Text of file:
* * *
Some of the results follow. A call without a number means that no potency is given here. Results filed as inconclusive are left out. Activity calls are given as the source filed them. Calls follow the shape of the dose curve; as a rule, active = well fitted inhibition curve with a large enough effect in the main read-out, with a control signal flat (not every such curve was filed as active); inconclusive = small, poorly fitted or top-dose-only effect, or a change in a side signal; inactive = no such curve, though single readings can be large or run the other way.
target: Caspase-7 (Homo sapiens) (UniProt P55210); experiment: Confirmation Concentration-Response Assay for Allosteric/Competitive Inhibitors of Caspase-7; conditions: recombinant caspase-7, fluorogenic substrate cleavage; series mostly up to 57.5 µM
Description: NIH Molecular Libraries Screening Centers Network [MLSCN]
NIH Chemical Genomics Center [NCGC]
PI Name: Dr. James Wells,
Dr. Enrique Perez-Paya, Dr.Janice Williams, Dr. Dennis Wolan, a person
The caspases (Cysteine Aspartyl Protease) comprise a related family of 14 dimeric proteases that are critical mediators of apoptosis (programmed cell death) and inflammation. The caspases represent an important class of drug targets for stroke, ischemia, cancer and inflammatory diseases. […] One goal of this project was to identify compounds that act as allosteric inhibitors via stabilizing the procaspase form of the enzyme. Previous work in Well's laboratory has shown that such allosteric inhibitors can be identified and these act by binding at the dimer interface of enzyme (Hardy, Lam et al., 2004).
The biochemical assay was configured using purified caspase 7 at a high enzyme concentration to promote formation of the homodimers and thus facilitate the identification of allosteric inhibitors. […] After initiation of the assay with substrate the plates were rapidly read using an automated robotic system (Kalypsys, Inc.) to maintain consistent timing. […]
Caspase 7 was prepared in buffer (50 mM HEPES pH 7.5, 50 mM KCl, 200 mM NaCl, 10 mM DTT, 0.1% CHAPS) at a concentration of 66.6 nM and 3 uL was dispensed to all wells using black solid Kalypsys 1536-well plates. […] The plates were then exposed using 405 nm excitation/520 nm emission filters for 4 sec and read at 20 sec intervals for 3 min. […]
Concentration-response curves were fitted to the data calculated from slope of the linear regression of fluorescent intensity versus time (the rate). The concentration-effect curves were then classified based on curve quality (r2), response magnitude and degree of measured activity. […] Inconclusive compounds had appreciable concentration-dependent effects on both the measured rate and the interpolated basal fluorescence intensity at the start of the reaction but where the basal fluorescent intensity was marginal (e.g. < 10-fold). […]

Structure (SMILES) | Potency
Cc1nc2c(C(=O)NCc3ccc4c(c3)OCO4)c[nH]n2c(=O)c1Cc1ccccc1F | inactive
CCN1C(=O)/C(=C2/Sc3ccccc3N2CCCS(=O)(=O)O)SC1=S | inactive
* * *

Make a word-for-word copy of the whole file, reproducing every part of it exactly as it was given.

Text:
Some of the results follow. A call without a number means that no potency is given here. Results filed as inconclusive are left out. Activity calls are given as the source filed them. Calls follow the shape of the dose curve; as a rule, active = well fitted inhibition curve with a large enough effect in the main read-out, with a control signal flat (not every such curve was filed as active); inconclusive = small, poorly fitted or top-dose-only effect, or a change in a side signal; inactive = no such curve, though single readings can be large or run the other way.
target: Caspase-7 (Homo sapiens) (UniProt P55210); experiment: Confirmation Concentration-Response Assay for Allosteric/Competitive Inhibitors of Caspase-7; conditions: recombinant caspase-7, fluorogenic substrate cleavage; series mostly up to 57.5 µM
Description: NIH Molecular Libraries Screening Centers Network [MLSCN]
NIH Chemical Genomics Center [NCGC]
PI Name: Dr. James Wells,
Dr. Enrique Perez-Paya, Dr.Janice Williams, Dr. Dennis Wolan, a person
The caspases (Cysteine Aspartyl Protease) comprise a related family of 14 dimeric proteases that are critical mediators of apoptosis (programmed cell death) and inflammation. The caspases represent an important class of drug targets for stroke, ischemia, cancer and inflammatory diseases. […] One goal of this project was to identify compounds that act as allosteric inhibitors via stabilizing the procaspase form of the enzyme. Previous work in Well's laboratory has shown that such allosteric inhibitors can be identified and these act by binding at the dimer interface of enzyme (Hardy, Lam et al., 2004).
The biochemical assay was configured using purified caspase 7 at a high enzyme concentration to promote formation of the homodimers and thus facilitate the identification of allosteric inhibitors. […] After initiation of the assay with substrate the plates were rapidly read using an automated robotic system (Kalypsys, Inc.) to maintain consistent timing. […]
Caspase 7 was prepared in buffer (50 mM HEPES pH 7.5, 50 mM KCl, 200 mM NaCl, 10 mM DTT, 0.1% CHAPS) at a concentration of 66.6 nM and 3 uL was dispensed to all wells using black solid Kalypsys 1536-well plates. […] The plates were then exposed using 405 nm excitation/520 nm emission filters for 4 sec and read at 20 sec intervals for 3 min. […]
Concentration-response curves were fitted to the data calculated from slope of the linear regression of fluorescent intensity versus time (the rate). The concentration-effect curves were then classified based on curve quality (r2), response magnitude and degree of measured activity. […] Inconclusive compounds had appreciable concentration-dependent effects on both the measured rate and the interpolated basal fluorescence intensity at the start of the reaction but where the basal fluorescent intensity was marginal (e.g. < 10-fold). […]

Structure (SMILES) | Potency
Cc1nc2c(C(=O)NCc3ccc4c(c3)OCO4)c[nH]n2c(=O)c1Cc1ccccc1F | inactive
CCN1C(=O)/C(=C2/Sc3ccccc3N2CCCS(=O)(=O)O)SC1=S | inactive